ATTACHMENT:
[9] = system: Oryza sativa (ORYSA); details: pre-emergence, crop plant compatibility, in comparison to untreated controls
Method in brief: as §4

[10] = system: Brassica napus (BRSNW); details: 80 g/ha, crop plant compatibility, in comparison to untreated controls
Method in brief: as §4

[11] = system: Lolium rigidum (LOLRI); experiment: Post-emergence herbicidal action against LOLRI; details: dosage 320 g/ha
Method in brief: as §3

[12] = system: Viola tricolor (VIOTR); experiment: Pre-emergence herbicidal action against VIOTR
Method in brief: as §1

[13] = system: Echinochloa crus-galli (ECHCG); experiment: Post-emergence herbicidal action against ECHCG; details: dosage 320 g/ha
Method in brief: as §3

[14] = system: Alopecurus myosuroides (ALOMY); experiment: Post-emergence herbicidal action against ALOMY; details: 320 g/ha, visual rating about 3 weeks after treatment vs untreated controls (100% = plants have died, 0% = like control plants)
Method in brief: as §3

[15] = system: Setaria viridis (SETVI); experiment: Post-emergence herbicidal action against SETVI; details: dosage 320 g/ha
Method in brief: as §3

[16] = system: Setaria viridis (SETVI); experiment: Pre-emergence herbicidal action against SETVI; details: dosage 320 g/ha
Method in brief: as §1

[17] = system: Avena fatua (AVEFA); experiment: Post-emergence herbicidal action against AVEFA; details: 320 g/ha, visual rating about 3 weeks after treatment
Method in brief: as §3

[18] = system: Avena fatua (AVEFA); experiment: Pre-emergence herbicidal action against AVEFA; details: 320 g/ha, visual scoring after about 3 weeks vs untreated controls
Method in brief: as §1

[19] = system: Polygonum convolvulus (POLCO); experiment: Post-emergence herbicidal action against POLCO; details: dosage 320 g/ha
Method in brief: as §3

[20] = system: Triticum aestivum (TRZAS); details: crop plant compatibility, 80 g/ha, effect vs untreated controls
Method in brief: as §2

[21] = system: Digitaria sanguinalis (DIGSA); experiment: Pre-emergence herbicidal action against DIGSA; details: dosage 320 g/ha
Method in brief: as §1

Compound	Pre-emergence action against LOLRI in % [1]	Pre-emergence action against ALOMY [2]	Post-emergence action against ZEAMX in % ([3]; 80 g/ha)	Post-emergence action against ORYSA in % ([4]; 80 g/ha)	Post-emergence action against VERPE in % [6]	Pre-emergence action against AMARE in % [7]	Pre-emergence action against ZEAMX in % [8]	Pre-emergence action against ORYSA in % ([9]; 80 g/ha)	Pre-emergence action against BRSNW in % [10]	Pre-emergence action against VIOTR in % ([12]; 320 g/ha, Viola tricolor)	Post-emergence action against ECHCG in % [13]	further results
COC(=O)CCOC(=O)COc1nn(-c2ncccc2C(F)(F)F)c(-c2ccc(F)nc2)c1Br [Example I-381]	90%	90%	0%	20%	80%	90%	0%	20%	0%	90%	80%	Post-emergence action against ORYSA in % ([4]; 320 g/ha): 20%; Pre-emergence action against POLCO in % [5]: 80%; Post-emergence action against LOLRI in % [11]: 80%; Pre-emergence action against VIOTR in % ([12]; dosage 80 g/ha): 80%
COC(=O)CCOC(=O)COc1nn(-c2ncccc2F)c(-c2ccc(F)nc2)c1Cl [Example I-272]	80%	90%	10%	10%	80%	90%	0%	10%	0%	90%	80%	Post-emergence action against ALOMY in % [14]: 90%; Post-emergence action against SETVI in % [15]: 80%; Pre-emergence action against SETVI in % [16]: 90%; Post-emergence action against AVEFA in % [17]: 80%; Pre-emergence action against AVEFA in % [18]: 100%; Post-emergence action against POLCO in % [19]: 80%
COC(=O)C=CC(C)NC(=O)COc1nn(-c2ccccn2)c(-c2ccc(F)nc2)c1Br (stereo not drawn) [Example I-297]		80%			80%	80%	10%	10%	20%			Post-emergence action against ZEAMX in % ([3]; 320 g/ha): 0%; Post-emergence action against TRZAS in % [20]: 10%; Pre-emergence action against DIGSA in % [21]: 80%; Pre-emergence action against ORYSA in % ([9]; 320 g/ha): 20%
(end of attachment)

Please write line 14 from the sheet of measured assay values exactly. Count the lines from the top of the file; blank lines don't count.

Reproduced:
Method in brief: as §3